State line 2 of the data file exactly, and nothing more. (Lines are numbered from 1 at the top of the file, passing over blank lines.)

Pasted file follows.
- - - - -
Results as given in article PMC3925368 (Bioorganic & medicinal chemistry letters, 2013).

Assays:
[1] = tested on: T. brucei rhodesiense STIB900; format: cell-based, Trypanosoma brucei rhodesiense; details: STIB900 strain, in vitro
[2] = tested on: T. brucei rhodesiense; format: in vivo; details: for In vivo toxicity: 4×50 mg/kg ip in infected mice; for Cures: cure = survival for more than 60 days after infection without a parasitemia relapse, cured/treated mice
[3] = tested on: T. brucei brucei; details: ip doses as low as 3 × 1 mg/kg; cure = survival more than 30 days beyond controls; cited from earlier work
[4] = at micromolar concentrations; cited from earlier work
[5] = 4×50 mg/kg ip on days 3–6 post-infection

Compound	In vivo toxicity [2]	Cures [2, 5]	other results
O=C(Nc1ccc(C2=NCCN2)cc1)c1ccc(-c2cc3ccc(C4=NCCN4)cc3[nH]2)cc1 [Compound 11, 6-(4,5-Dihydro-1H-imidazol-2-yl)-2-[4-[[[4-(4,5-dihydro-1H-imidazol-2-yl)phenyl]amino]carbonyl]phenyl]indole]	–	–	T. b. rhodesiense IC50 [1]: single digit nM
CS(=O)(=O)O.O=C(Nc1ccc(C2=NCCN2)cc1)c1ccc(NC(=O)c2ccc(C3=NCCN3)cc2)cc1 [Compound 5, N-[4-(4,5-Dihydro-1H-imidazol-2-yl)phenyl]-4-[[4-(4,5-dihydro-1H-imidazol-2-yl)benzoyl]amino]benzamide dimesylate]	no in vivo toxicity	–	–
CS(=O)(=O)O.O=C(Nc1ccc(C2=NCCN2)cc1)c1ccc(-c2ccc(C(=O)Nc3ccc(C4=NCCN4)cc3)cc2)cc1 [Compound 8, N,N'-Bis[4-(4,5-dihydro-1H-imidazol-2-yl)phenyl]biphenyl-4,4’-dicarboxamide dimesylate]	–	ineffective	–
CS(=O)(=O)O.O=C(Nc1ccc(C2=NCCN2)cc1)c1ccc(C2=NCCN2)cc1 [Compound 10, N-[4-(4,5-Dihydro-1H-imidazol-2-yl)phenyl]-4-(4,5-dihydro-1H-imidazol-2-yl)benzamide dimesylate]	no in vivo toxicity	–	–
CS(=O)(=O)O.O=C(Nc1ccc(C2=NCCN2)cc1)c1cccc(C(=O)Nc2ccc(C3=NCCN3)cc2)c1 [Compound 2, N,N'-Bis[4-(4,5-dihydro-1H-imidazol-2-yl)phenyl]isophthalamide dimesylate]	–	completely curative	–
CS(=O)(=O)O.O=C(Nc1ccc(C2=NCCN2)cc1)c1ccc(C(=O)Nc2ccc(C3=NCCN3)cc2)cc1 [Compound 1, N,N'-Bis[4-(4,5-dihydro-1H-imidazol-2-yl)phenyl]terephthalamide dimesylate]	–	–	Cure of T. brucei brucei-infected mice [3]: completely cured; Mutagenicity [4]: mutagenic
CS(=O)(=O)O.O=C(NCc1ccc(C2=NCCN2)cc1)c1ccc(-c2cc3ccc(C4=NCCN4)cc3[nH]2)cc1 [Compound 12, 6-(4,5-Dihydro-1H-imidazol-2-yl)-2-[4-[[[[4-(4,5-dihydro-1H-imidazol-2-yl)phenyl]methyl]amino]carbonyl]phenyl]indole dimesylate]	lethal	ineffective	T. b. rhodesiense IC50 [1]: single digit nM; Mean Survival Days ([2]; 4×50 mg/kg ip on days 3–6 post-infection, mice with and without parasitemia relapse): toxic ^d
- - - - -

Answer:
Assays: